2. John Borrows, Living Law on a Living Earth: Aboriginal Religion, Law, and the 

Constitution .241 


Group 2 comment, group 3 respond 


WEEK 8 (Nov 15): 

No class for undergraduates. Please read the circulated examples. Undergraduates’ 
examples and comments (following group assignments below) can be submitted for 
this day or for December 6. 

The environment and faith based argument: 

Group 4 and 1 circulate by March 4 examples of faith based public arguments with 
respect to the environment. Electronic means would be optimal, but if you need to have 
photocopies made or scanning done, please have them available in Flavelle 343 by Friday 
February 27. 

Please add one paragraph about why you think this is a GOOD example of the use 
of faith based argument. (It’s too easy to find bad examples.) Please comment also on 
what (if anything) is added by the spiritual arguments that is not (or not as well) captured 
in purely secular language. 

Groups 2 and 3 pick two or three submissions and comment on why you think this is or is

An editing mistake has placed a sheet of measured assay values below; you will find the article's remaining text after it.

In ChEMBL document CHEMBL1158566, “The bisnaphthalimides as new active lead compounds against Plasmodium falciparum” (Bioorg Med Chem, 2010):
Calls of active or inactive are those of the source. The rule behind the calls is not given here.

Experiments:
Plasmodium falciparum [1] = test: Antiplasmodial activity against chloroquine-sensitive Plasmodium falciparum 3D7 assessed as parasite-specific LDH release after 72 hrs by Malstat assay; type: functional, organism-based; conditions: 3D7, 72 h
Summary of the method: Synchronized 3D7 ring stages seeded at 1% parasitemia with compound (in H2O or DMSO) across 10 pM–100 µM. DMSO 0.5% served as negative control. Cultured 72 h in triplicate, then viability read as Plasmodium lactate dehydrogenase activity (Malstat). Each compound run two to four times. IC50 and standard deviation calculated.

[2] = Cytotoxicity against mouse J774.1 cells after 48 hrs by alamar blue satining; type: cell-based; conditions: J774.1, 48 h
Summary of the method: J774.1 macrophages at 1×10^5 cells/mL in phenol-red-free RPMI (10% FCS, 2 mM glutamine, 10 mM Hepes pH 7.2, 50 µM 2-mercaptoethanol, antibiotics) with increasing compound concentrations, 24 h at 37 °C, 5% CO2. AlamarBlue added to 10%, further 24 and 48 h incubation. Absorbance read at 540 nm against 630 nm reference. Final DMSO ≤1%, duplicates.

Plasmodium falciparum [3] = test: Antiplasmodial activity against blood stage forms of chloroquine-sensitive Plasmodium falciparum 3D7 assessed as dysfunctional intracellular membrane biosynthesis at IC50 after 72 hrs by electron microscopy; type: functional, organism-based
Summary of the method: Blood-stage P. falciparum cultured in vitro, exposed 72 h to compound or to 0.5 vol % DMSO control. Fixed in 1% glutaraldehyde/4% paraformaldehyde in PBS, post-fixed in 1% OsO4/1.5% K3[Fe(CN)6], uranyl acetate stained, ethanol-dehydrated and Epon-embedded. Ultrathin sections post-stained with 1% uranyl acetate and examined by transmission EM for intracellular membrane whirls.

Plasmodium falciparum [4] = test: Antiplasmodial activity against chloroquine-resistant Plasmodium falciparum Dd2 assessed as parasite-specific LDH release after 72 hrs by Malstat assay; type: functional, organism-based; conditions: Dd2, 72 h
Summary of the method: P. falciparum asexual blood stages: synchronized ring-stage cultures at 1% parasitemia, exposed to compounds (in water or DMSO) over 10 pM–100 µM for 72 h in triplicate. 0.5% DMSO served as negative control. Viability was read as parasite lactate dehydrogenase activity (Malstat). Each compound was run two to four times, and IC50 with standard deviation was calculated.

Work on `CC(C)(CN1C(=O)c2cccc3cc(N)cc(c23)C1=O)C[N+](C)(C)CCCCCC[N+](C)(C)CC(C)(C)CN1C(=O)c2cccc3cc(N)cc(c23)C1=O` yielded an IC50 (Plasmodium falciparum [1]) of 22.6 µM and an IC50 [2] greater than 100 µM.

not a good use of faith based argument in public deliberation. You might also comment 
on the extent to which the argument uses “publicly accessible” arguments and is or is not 
characterized by “reason.” Please comment also on what (if anything) is added by the 
spiritual arguments that is not (or not as well) captured in purely secular language. 


WEEK 9 (Nov 22): 

1. Madhavi Sunder, Piercing the Veil .257 

Group 3 comment, group 4 respond 


WEEK 10 (Nov. 29): 

1. Chronology: Chamberlain v. Surrey School District No. 36.331 

2. CBC News - School board rejects books with gay parents for bad grammar.332 

3. Court Misunderstands the Meaning of “Secular”.334 

4. Court Corrects Erroneous Understanding of the Secular and Respects Parental Rights.340 

5. Chamberlain v. Surrey School District No. 36, British Columbia Supreme Court.347 

6. Chamberlain v. Surrey School District No. 36, Supreme Court of Canada.372 


6 













Group 4 comment; Students in group 1 post an example of conflicts or potential 
conflicts between “■education for citizenship” and religious concerns of parents. You 
can either summarize the conflict and post a description of it from another source. 
Add a brief commentary on why this is an example of education for citizenship. 


7